August is National Peach Month and we couldn’t be more excited.
That’s because our project, Piggy Bank, is celebrating the fuzzy stone fruit and the farmers across the nation who work so hard on August 13 with its first PeachFest in downtown Atlanta.
The festival, hosted by FlatironCity, highlights Georgia’s diverse agriculture, through cooking demonstrations and tastings, contests and barbecue.
“This has been a difficult year for our peach farmers,” says Brady Lowe, project director of Piggy Bank, a farm-in-the-making for heritage breed pigs, many of which are endangered. “Yet, it’s the ideal time to celebrate how important these farmers are to local and national agriculture, especially during National Peach Month. We’re looking forward to making PeachFest a recurring destination event filled with exciting competitions.”
Top Georgian farmers, chefs, distillers, and brewers will collaborate to give the state’s finest agricultural products flavor and form in this urban setting, including three distinct competitions:
The Peach Beer Tasting and Judging, which will select the best peach beer in the land.
The Breckenridge Bourbon Peach Punch, which features local barmasters to mix a signature peach cocktail for bragging rights.
The Gumcreek Farms Peach Grind, featuring local chefs inventing a peach-pork sausage.
Other events include a benefit silent auction, local chef demonstrations, local wine tastings, and music from the Packway Handle Band. To purchase tickets, visit www.peachfest.org.
We know you work hard. But do you work like a dog?
One of our projects, the Singita Grumeti Fund, is working to have man’s best friend to become the best friend to animals that are often poached for ivory or just game shooting.
The project currently has an effective law enforcement presence throughout the Tanzanian reserve and it has helped increase the population of animals including elephants, black rhinos and lions.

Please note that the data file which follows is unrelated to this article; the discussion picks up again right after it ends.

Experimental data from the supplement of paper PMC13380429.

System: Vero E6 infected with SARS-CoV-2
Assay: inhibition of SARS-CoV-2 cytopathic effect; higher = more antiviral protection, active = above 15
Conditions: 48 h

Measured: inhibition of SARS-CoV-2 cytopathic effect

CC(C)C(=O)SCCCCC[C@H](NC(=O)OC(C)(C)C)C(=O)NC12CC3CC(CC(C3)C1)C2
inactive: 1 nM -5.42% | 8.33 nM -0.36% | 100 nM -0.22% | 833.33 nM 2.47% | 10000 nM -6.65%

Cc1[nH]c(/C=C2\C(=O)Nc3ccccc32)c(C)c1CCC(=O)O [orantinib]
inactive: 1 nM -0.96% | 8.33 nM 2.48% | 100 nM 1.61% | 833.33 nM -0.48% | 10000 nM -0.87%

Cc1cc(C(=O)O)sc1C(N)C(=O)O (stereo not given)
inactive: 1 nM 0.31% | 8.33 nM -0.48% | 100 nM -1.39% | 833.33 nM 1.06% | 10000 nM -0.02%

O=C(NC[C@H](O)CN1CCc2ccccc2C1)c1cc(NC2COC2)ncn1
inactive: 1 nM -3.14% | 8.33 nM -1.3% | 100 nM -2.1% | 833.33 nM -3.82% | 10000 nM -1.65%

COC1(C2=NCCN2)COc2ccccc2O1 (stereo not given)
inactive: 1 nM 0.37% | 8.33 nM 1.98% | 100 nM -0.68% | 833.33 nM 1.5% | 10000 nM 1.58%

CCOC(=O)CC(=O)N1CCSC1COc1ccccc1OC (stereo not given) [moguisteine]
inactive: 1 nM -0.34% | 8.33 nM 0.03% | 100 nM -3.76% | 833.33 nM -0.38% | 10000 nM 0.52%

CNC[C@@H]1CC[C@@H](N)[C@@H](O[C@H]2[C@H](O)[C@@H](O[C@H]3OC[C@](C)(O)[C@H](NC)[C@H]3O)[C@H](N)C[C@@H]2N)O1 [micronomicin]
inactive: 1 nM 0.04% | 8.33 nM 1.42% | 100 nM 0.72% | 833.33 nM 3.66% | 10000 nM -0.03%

Now they are amplifying their impact by developing a dog detection unit to stay one step ahead of poachers. These highly skilled sniffer dogs will catch poachers before they have succeeded in killing wildlife, shifting to proactive law enforcement and saving the lives of many endangered animals.
During Work Like a Dog Day, won’t you consider helping support Singita Grumeti Fund’s work by making a donation today?
As farmers markets begin to bustle and produce stands pop-up along the roadside, celebrating National Fresh Fruit and Vegetable month presents a fresh and delectable invitation for a summer meal. Whether from a stand, you picked-it-yourself at a local farm, grew it in your backyard, or had a friendly neighbor knock on your door, ‘lettuce’ take a bite of all that is yummy.
Much of our work at T4CI lends itself to healthy, fresh produce that focuses on sustainability. One of our projects, The Interfaith Sustainable Food Collaborative, for example, is working to get fresh fruits and veggies in religious communities and their food pantries. And the central T4CI team in Oakland is always up to anything fresh and edible.
Here are the office favorite fruits and vegetables:
Ty: Mango and Chickpeas
Stephen: Mango and Sweet Potato
Carolyn: Opal Apples and Broccoli
Tenzin: Apples and Spinach
Jessica: Blueberries and Broccolini
Laura: Grapefruit and Celery
Kvetka: Apples and Peas
Kristin: Cherries and Brussels Sprouts
Shannon: Avocados and Jicama
We’re hungry for more, so please share your favorite fruits and veggies with us in the comment section.
You may not think much about it, but there are endangered breeds of livestock. More than 1,400 of them worldwide. And it’s time to start protecting them.
That’s what International Heritage Breeds Week is all about. After all, agriculture has dramatically changed over the past century in many parts of the world and is still rapidly evolving in favor of speed and efficiency.